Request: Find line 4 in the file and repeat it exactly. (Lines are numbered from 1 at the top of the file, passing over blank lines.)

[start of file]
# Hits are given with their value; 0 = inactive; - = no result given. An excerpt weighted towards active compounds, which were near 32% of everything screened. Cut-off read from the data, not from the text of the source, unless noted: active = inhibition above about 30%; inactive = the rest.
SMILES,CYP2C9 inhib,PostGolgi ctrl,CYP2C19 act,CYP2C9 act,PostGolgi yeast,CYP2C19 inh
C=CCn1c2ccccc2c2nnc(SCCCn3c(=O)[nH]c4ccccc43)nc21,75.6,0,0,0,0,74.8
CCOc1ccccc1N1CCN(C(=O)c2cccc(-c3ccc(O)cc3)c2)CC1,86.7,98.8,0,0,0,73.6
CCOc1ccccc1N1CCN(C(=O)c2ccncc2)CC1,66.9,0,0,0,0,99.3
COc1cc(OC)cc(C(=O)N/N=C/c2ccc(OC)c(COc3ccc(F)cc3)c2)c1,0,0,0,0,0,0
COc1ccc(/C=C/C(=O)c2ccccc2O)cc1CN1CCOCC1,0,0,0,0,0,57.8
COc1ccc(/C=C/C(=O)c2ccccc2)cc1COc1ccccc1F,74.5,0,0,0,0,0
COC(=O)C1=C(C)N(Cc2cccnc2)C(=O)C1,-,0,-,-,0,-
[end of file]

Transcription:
CCOc1ccccc1N1CCN(C(=O)c2cccc(-c3ccc(O)cc3)c2)CC1,86.7,98.8,0,0,0,73.6